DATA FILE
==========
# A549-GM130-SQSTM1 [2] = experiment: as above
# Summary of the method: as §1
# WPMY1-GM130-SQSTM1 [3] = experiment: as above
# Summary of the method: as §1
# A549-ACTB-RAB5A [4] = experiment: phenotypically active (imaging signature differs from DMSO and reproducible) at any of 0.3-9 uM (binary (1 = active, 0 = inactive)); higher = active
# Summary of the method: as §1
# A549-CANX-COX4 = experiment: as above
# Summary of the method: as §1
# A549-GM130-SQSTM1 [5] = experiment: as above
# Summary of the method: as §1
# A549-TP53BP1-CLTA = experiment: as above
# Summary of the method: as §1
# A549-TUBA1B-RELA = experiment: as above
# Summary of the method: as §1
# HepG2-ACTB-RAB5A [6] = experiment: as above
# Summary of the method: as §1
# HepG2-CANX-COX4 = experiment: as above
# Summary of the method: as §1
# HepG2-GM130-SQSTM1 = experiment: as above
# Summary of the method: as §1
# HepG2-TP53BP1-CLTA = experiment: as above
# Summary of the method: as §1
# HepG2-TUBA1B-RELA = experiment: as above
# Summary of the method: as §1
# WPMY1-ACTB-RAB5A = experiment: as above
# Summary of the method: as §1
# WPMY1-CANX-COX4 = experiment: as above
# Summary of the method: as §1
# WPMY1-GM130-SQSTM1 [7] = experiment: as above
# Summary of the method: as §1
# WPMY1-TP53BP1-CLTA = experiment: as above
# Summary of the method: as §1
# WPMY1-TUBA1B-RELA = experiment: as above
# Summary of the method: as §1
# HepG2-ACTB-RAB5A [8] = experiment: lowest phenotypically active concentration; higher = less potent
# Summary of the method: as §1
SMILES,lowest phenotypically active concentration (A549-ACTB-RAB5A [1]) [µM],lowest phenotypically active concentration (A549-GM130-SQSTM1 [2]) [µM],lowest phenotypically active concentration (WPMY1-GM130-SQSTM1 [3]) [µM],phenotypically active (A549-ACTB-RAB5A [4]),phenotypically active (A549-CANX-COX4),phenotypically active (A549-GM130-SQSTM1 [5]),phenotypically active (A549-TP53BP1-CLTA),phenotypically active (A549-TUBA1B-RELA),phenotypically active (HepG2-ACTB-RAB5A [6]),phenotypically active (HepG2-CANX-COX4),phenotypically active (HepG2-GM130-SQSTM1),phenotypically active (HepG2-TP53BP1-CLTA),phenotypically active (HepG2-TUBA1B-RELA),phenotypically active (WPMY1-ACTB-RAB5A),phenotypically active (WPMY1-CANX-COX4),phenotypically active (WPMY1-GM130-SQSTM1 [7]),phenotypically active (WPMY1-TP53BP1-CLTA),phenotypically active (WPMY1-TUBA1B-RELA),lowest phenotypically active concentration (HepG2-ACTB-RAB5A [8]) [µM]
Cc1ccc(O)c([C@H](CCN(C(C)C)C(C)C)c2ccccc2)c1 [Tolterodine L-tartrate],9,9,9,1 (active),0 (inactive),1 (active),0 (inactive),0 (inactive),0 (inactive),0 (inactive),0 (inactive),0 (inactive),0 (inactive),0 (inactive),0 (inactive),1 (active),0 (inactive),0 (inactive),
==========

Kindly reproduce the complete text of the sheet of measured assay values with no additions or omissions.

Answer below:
# A549-GM130-SQSTM1 [2] = experiment: as above
# Summary of the method: as §1
# WPMY1-GM130-SQSTM1 [3] = experiment: as above
# Summary of the method: as §1
# A549-ACTB-RAB5A [4] = experiment: phenotypically active (imaging signature differs from DMSO and reproducible) at any of 0.3-9 uM (binary (1 = active, 0 = inactive)); higher = active
# Summary of the method: as §1
# A549-CANX-COX4 = experiment: as above
# Summary of the method: as §1
# A549-GM130-SQSTM1 [5] = experiment: as above
# Summary of the method: as §1
# A549-TP53BP1-CLTA = experiment: as above
# Summary of the method: as §1
# A549-TUBA1B-RELA = experiment: as above
# Summary of the method: as §1
# HepG2-ACTB-RAB5A [6] = experiment: as above
# Summary of the method: as §1
# HepG2-CANX-COX4 = experiment: as above
# Summary of the method: as §1
# HepG2-GM130-SQSTM1 = experiment: as above
# Summary of the method: as §1
# HepG2-TP53BP1-CLTA = experiment: as above
# Summary of the method: as §1
# HepG2-TUBA1B-RELA = experiment: as above
# Summary of the method: as §1
# WPMY1-ACTB-RAB5A = experiment: as above
# Summary of the method: as §1
# WPMY1-CANX-COX4 = experiment: as above
# Summary of the method: as §1
# WPMY1-GM130-SQSTM1 [7] = experiment: as above
# Summary of the method: as §1
# WPMY1-TP53BP1-CLTA = experiment: as above
# Summary of the method: as §1
# WPMY1-TUBA1B-RELA = experiment: as above
# Summary of the method: as §1
# HepG2-ACTB-RAB5A [8] = experiment: lowest phenotypically active concentration; higher = less potent
# Summary of the method: as §1
SMILES,lowest phenotypically active concentration (A549-ACTB-RAB5A [1]) [µM],lowest phenotypically active concentration (A549-GM130-SQSTM1 [2]) [µM],lowest phenotypically active concentration (WPMY1-GM130-SQSTM1 [3]) [µM],phenotypically active (A549-ACTB-RAB5A [4]),phenotypically active (A549-CANX-COX4),phenotypically active (A549-GM130-SQSTM1 [5]),phenotypically active (A549-TP53BP1-CLTA),phenotypically active (A549-TUBA1B-RELA),phenotypically active (HepG2-ACTB-RAB5A [6]),phenotypically active (HepG2-CANX-COX4),phenotypically active (HepG2-GM130-SQSTM1),phenotypically active (HepG2-TP53BP1-CLTA),phenotypically active (HepG2-TUBA1B-RELA),phenotypically active (WPMY1-ACTB-RAB5A),phenotypically active (WPMY1-CANX-COX4),phenotypically active (WPMY1-GM130-SQSTM1 [7]),phenotypically active (WPMY1-TP53BP1-CLTA),phenotypically active (WPMY1-TUBA1B-RELA),lowest phenotypically active concentration (HepG2-ACTB-RAB5A [8]) [µM]
Cc1ccc(O)c([C@H](CCN(C(C)C)C(C)C)c2ccccc2)c1 [Tolterodine L-tartrate],9,9,9,1 (active),0 (inactive),1 (active),0 (inactive),0 (inactive),0 (inactive),0 (inactive),0 (inactive),0 (inactive),0 (inactive),0 (inactive),0 (inactive),1 (active),0 (inactive),0 (inactive),